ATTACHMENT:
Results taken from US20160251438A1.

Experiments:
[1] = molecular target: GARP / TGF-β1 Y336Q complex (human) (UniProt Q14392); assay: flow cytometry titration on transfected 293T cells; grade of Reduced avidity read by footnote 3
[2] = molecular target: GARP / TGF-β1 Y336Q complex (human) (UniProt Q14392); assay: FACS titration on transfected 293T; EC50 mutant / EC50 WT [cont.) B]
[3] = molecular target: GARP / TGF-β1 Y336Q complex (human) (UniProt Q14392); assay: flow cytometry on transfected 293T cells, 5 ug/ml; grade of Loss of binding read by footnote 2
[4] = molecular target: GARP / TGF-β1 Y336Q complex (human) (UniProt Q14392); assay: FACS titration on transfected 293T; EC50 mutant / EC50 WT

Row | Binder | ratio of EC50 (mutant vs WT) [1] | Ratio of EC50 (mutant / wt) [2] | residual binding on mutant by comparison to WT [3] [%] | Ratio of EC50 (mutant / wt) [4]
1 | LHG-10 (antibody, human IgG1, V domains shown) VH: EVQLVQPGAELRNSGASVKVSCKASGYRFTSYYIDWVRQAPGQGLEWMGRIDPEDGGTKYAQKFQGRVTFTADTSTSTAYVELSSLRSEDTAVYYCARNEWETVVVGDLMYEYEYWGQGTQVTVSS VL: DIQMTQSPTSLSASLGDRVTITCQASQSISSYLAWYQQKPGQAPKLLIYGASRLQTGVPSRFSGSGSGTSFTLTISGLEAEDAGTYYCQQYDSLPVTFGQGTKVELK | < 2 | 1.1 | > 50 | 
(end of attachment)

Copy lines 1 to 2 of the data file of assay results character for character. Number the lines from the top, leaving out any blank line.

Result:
Results taken from US20160251438A1.

Experiments: